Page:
Kendrick Bourne (WR, NE) is Who Everyone Wanted Tyquan Thornton to Be
There was a brief moment early in the offseason where the fantasy community thought Tyquan Thornton could be a breakout receiver as the Patriots’ deep threat. It turns out that player is actually Bourne, for all the positives and negatives of that role.
The positives: Bourne has averaged 156.5 air yards—second-best in the NFL—and has played on 92% of snaps when the Patriots are in three wide receiver sets. The negatives: With DeVante Parker back in the lineup, Bourne only played on 41% of New England’s snaps in 12 personnel and his prayer yards (128) led the league in Week 2. Bourne can be seen as a boom-bust option if he’s not an every-down receiver moving forward, especially if the Patriots pass rate (71%) ticks down.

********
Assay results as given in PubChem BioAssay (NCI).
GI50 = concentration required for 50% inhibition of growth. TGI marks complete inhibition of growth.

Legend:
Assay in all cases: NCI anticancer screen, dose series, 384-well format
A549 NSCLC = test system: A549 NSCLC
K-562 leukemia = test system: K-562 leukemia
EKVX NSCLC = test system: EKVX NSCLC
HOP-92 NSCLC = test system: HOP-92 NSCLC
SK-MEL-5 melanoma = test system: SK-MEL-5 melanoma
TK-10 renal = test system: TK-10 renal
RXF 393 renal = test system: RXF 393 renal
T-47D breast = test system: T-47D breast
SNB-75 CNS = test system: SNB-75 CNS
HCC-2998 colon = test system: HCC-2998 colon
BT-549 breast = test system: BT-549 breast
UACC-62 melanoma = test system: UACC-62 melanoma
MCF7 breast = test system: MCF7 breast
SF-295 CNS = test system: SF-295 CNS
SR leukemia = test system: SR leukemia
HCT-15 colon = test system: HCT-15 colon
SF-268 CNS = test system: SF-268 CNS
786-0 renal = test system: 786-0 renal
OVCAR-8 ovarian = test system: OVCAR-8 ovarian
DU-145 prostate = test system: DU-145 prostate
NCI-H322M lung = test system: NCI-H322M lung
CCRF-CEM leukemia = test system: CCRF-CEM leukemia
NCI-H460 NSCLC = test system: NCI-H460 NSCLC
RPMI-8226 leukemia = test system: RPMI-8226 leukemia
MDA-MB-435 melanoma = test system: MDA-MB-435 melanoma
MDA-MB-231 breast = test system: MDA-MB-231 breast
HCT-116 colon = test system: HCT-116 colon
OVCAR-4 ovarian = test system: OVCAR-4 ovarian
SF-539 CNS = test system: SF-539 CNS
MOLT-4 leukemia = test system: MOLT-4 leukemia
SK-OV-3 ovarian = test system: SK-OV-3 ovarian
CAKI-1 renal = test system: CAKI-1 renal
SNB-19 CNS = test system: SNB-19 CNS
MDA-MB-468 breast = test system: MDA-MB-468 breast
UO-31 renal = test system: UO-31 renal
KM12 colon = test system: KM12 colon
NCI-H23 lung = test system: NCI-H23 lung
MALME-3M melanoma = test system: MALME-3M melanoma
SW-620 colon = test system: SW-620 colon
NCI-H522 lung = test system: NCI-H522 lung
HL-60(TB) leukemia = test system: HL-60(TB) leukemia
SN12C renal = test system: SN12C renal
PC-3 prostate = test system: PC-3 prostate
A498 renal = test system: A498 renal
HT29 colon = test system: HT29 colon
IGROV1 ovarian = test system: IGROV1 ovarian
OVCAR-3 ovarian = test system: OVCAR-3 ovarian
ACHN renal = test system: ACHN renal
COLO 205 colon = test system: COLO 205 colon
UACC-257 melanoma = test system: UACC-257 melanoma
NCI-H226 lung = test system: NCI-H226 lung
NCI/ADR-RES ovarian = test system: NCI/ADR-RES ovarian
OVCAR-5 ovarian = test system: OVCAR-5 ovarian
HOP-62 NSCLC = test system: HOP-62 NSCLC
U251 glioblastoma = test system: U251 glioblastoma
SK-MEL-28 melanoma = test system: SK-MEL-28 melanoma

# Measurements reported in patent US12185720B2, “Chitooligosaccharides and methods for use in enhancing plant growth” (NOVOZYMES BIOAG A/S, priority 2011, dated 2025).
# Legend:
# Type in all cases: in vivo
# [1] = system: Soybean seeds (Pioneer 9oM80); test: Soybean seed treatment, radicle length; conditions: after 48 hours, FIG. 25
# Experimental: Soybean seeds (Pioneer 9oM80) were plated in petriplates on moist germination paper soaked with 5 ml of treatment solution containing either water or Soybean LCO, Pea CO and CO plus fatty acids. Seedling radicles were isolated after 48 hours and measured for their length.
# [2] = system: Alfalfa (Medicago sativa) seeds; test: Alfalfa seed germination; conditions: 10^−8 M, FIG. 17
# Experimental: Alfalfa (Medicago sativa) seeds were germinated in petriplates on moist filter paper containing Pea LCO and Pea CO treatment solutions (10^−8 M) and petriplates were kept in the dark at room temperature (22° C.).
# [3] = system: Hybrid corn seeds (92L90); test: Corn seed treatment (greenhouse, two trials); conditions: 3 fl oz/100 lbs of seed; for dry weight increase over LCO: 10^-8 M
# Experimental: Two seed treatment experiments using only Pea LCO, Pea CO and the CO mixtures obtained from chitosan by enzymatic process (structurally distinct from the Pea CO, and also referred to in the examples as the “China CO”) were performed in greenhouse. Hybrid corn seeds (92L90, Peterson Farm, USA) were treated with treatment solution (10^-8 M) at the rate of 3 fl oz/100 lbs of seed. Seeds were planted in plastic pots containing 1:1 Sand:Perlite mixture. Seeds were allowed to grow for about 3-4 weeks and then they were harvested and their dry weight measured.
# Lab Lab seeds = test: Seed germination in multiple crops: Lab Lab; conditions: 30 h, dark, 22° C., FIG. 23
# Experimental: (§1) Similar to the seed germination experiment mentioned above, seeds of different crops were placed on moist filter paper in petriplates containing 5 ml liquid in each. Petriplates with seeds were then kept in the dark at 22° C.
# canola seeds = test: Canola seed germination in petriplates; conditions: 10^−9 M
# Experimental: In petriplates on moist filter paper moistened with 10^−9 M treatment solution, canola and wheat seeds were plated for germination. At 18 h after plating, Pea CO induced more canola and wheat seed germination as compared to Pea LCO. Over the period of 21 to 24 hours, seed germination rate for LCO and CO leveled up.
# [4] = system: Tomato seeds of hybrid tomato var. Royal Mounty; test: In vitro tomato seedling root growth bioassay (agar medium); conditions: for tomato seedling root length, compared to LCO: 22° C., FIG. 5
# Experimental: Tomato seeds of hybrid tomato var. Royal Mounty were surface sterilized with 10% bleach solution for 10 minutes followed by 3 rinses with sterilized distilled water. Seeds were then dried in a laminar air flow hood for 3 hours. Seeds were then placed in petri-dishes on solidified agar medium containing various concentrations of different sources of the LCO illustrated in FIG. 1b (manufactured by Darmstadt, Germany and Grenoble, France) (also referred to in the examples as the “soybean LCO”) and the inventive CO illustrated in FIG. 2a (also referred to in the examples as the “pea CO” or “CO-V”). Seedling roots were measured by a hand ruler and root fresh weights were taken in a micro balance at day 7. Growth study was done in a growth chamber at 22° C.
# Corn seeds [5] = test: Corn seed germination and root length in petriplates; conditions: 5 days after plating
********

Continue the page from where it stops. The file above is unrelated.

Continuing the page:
Are Tank Dell (WR, HOU) and Marvin Mims (WR, DEN) here to stay?
Rookies Dell and Mims both eclipsed 20 PPR points and 90 air yards, but in vastly different ways. Dell’s average depth of target (7.2 yards) sat closer to the line of scrimmage and he received consistent snaps (88% snap rate in 11 personnel, 73% in 12 personnel). Mims only ran six routes, averaged 56.5 air yards per target and hauled in a 46-yard moon ball from Russell Wilson for the bulk of his fantasy points.
Dell had four first-half targets and his route rate jumped from 46% to 82%, a sign that he has carved out a meaningful role in the Texans’ offense. Mims still needs to climb past Lil’Jordan Humphrey and Brandon Johnson on the depth chart.